Twenty: You Can't Cure a Disease by Treating Symptoms
I feel like I need to explain my statement in a previous post that God did not use me in Myanmar. It doesn't mean that God had no purpose for sending me. It's just that I suspect that the primary purpose for this trip was not so much for me to be used by God to save others, but rather for God to teach me. I hope that in sharing what I've learned, however, the trip will have value beyond just my personal enrichment.
This trip felt like a bringing together of several strands of knowledge that I've been learning since a trip to Haiti in 2010, but the short version is this: There is a right and a wrong way to engage internationally to foster justice and fight oppression, and She is Safe does it right.
I saw the results of "aid gone wrong" on a post-earthquake trip to Haiti. Although I couldn't have put my finger on it at the time, I was troubled by a rather dependent mind-set on the part of many (but by no means all) Haitians whose answer to difficult times was to request money or rescue from their wealthier non-Haitian contacts. In hindsight, I believe the attitude is one WE created over decades of well-intentioned but poorly designed efforts to help the struggling nation.
In their book Helping Without Hurting, Steve Corbett and Brian Fikkert suggest that "helping" can actually hurt the recipient because it too often fails to address the roots of the problem. For example, many programs by churches and humanitarian organizations have the goal of poverty alleviation. However, the programs have an incomplete and unbiblical view of poverty as a lack of material goods or financial opportunity. In this view, the "solution" is too often simply to give the needy the material goods that are lacking.
In reality, this approach is merely treating a symptom of the much deeper and more complex psychological and social roots that lead to poverty. As a result, our well-intentioned handouts have the unintended side effects of creating dependency, undermining the dignity of the materially poor, and perpetuating the underlying causes of poverty.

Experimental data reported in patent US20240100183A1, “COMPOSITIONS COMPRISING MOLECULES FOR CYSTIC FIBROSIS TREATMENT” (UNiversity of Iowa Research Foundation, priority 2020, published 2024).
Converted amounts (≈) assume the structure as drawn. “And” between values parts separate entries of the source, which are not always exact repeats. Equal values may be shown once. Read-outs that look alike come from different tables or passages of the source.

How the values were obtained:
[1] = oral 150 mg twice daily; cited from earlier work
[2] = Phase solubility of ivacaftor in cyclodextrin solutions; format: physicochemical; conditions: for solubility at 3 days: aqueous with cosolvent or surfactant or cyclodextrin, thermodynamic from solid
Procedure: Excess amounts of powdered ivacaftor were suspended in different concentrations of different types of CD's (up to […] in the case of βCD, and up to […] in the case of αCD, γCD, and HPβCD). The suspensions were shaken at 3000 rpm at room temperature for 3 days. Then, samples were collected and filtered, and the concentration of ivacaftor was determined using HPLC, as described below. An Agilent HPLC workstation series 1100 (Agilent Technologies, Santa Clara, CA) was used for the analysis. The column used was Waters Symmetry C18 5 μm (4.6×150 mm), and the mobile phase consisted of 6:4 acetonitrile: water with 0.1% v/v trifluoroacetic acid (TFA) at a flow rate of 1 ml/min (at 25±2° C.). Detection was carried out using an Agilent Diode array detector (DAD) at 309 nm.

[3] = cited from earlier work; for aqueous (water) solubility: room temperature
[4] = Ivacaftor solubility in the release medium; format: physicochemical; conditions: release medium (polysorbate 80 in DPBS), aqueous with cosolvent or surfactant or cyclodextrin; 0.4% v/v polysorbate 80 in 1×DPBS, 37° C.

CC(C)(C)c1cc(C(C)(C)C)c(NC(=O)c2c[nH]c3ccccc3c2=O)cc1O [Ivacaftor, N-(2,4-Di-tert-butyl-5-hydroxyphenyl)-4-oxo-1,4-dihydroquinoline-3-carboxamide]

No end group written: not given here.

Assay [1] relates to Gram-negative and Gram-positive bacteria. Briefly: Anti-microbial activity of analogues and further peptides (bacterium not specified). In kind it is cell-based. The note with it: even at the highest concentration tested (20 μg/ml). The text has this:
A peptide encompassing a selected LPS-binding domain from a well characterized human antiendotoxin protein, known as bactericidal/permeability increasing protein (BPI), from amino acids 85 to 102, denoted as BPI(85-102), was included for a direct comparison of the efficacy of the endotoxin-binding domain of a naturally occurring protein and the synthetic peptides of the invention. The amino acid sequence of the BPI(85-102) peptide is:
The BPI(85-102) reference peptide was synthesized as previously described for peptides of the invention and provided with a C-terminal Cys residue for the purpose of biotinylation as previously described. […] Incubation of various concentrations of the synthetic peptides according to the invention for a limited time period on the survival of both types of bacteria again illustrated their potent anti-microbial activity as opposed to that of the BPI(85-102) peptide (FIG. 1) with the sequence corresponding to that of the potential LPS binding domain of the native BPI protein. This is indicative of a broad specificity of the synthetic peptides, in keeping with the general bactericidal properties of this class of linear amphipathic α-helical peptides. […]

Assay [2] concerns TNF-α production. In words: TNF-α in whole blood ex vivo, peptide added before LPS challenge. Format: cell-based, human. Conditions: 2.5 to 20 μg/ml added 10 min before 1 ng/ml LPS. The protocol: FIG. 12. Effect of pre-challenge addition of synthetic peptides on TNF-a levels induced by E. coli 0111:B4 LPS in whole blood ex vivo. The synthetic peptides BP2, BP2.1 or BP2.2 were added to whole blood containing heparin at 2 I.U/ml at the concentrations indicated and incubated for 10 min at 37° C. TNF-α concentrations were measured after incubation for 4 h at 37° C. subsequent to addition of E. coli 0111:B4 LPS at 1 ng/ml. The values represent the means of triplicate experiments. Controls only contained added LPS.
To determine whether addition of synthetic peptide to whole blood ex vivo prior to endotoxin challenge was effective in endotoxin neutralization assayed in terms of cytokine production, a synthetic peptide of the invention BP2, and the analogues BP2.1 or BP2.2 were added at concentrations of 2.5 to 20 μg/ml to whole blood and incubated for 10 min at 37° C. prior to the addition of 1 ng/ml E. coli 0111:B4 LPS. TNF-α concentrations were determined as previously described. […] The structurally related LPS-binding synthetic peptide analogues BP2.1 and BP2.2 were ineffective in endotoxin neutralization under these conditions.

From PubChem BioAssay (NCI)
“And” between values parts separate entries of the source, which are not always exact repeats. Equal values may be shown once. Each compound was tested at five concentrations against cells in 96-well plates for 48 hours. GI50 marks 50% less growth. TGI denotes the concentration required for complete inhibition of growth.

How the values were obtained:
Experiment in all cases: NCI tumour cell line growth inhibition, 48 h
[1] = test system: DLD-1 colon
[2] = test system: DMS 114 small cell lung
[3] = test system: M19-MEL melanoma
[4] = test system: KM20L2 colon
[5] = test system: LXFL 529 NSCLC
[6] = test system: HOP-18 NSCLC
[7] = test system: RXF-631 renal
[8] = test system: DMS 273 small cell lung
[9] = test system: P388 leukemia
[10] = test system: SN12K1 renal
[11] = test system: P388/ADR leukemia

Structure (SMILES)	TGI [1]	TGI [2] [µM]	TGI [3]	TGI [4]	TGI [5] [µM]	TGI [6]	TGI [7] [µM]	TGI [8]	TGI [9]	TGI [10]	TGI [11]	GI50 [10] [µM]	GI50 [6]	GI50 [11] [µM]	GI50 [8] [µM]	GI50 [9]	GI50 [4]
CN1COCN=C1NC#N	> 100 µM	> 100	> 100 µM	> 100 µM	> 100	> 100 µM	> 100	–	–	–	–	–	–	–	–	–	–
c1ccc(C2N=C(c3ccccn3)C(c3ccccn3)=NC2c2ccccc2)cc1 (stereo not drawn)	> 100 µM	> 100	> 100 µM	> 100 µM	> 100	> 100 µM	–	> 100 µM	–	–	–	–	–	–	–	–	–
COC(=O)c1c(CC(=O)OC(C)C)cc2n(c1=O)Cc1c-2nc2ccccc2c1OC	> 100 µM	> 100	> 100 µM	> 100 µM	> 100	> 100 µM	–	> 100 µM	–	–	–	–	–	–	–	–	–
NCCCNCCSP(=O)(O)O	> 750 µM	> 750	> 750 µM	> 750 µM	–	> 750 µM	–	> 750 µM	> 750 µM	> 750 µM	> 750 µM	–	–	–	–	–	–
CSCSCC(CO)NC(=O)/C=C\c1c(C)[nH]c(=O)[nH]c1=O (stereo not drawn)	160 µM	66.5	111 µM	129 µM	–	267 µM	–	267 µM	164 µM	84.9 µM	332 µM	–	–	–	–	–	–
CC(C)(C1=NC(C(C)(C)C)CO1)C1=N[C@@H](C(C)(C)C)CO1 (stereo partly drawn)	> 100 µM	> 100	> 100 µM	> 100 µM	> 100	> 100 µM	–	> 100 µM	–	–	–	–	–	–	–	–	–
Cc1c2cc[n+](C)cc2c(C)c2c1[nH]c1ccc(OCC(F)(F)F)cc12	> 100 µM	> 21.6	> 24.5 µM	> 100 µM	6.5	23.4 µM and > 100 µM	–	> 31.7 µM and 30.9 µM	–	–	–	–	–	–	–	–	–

Corbett and Fikkert prescribe a more biblical and holistic view of poverty as "rooted in broken relationships with God, self, others, and the rest of creation." Using the Bible as their guide, the authors propose modeling development efforts after God's mission of what they call "comprehensive reconciliation" in ways that restore not just material possessions, but opportunity, dignity, and an appreciation of one's identity as a divine image-bearer.
Applying the perspectives offered by Corbett and Fikkert to the important anti-trafficking work that is much more in the spotlight these days, I can see how I have made similar errors in thinking. When I first learned of the extent of human-trafficking in the world--and particularly sex-trafficking--my response was what I hope most people's would be: "We have got to stop this! We have to rescue the women and children enduring such horrors!"
It's not wrong thinking, but it is incomplete. Yes, we must have programs that work directly to rescue people from slavery and exploitation. However, until we address the underlying systems of thought and culture that foster the treatment of humans as property, until we attack thinking that elevates personal gratification over all else, trafficking will continue to flourish.
Such an approach is a daunting undertaking: It is slow, complicated, messy, and definitely not for the faint of heart. On my trip to Myanmar, I had the privilege of seeing such efforts walked out by She is Safe staff members and their partners in Myanmar. Seeing all of my book-learning walked out in practice in a context that is so ripe with opportunity is why I can say with confidence that my trip was a success despite the fact that I rescued no one.